AEP Leases Mineral Rights for The Wilds

From the Zanesville Times Recorder:

CUMBERLAND -- Giraffes, rhinoceroses, cheetahs and ... horizontal drilling rigs?
That soon might be the case at the Wilds, the 10,000-acre nonprofit conservation and research facility in Cumberland.
The Wilds sits atop land owned by American Electric Power, and in the fall, AEP leased the mineral rights to Houston-based Anadarko Petroleum Corp. It was part of a larger deal that gave Anadarko rights to 150,000 acres of AEP land in southeastern Ohio, said Pat Hemlepp, an AEP spokesman.
Financial terms of the agreement were not disclosed.
As far as Anadarko's specific plans for the Wilds, those details are a little fuzzy, too. Company representatives have been in talks with Wilds representatives, but Anadarko doesn't have any firm plans in place, said Brian Cain, Anadarko spokesman.
Currently, Anadarko has only two permits for Utica Shale wells in Muskingum County, both in Meigs Township, according to Ohio Department of Natural Resources records. The company's only operational well in the county is off Paisley Road, just outside the Wilds.
"We certainly recognize the unique environment and considerations that must be made to protect the animals and preserve the plant life and area," Cain wrote in an email. "As a matter of practice, any plans to access the resources would be done in a cooperative and transparent manner with the Wilds."The Wilds is built on 10,000 acres of reclaimed strip-mined land. AEP donated the land to the conservation center in 1986, Hemlepp said, but even before that, the mineral rights were leased to the Marietta-based Artex Oil Co. Several conventional oil wells already are on the property, Hemlepp said.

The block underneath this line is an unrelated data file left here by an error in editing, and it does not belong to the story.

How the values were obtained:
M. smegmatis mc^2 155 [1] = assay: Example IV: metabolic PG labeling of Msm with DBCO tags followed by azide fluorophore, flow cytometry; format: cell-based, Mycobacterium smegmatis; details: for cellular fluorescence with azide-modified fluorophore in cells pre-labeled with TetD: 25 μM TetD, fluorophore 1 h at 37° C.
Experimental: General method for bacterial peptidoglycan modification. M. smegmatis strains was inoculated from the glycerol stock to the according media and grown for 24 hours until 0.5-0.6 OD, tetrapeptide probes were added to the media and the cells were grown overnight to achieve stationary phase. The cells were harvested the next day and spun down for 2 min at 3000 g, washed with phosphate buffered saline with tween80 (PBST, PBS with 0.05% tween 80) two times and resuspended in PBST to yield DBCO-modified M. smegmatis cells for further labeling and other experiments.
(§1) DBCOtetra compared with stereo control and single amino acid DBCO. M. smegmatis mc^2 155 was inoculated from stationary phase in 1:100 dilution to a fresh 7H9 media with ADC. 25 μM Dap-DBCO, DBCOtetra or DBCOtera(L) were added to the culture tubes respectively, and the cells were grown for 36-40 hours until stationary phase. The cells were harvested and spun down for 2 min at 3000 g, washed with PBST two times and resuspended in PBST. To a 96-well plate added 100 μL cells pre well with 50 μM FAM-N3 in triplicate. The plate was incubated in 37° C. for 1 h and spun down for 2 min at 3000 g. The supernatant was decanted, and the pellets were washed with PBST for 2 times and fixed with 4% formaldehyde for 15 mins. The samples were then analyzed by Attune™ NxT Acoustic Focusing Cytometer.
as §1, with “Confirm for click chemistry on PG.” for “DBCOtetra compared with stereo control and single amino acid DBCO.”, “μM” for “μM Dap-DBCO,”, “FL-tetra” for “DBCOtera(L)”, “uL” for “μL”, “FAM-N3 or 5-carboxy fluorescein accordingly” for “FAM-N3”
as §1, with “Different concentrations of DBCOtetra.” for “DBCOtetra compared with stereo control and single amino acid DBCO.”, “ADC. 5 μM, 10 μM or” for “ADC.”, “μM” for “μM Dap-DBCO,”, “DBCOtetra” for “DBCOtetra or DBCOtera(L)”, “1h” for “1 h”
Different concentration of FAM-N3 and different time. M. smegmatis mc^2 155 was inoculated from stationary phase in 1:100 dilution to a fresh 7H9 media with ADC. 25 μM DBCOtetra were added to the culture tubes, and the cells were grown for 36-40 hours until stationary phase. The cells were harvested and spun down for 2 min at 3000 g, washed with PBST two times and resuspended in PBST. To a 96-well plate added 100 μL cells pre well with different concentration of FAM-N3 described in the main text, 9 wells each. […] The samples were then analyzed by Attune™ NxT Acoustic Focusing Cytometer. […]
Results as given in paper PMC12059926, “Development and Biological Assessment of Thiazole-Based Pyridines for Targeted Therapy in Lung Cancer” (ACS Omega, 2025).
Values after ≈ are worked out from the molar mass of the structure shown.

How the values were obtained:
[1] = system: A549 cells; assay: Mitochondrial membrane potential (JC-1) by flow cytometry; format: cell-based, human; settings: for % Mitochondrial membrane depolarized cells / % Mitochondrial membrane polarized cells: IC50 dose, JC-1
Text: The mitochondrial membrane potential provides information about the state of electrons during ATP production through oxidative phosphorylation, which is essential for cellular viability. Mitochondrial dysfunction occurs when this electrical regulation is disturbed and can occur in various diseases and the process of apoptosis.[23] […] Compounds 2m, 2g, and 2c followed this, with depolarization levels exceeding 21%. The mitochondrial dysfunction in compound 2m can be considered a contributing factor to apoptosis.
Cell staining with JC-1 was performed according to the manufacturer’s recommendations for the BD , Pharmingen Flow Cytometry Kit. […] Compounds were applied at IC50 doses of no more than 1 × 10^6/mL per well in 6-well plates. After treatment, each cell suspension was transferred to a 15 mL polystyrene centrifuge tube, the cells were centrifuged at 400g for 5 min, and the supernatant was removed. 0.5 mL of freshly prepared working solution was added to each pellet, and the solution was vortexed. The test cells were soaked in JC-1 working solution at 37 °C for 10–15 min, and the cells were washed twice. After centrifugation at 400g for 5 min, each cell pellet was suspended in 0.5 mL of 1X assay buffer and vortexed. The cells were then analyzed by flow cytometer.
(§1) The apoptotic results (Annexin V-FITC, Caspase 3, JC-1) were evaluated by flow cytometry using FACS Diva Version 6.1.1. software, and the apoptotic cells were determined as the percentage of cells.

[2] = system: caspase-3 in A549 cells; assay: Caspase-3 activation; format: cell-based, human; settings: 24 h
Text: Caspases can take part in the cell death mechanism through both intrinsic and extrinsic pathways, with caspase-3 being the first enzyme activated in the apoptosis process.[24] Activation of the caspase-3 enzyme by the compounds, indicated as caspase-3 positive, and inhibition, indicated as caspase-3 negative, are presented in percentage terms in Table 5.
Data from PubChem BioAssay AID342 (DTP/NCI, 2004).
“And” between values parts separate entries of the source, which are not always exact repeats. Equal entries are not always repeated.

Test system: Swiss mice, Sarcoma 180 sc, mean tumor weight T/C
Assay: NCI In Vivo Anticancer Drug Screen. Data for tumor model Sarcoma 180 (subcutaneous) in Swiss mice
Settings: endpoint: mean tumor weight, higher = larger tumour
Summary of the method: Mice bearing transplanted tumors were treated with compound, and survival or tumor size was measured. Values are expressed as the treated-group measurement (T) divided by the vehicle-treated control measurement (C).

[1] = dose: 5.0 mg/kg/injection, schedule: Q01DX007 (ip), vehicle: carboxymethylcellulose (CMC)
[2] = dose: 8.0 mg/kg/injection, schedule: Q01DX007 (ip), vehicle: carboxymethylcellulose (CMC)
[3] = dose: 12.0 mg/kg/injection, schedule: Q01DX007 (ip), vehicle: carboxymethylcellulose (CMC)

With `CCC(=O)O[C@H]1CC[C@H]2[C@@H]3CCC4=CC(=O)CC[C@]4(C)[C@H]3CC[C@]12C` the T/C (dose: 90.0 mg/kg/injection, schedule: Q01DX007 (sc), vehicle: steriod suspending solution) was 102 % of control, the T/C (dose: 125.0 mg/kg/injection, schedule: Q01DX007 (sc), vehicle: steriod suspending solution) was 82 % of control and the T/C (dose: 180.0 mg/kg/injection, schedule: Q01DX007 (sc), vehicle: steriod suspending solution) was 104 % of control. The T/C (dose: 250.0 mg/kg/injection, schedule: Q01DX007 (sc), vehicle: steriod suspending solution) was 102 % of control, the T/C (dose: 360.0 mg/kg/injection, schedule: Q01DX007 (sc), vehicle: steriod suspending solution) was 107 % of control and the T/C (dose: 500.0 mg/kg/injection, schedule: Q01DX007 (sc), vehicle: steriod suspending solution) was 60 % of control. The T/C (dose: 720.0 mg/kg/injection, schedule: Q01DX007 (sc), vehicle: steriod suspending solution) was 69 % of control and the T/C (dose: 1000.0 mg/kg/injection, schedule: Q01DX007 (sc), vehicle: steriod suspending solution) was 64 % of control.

Lately, however, the excitement has all been about Utica Shale, and Anadarko has more experience in Utica drilling than Artex, Hemlepp said. So, Artex approached AEP to ask if it would consider a lease transfer, Hemlepp said.
Under the new agreement, AEP would not get any bonus payments but will receive royalty payments for any development on the property.
Artex would have received the bonus payments.
"The important thing to remember is AEP has been involved with the Wilds now for more than a quarter of a century," Hemlepp said, adding that AEP has poured more than $1 million into the site. "It's a site that's very important to us. Obviously, we would not do anything that we would consider detrimental to the Wilds."
Hemlepp is unsure what drilling at the Wilds might look like, but AEP does have to right to review, and even refuse, well-pad locations, he said.
Anadarko likely will be able to reach much of the shale using directional and horizontal drilling from rigs outside the Wilds or on the perimeter of the property, he said.
Dale Schmidt, CEO of the Columbus Zoo and Aquarium, which runs the Wilds, didn't learn of the lease transfer until a few months ago, he said. For him, it doesn't matter what it is -- a plane flying overhead, atruck driving by or a drilling rig -- anything that might affect the animals gets his attention, he said.
"We're always concerned about our animals' safety and their well-being and how it will affect them. It doesn't matter if it's in Columbus or Zanesville," he said.
Some concerns specific to drilling include lights or noise from the rigs, which normally are operated 24 hours each day, Schmidt said.
So far, however, communication between the Wilds and Anadarko has been open, Schmidt said, and he plans on continuing down that path.
"As they get more into deciding what they're going to do in the state and at our site, we'll find those things out," he said. "We'll just continue to talk with them ... and learn more about their process and their procedures."

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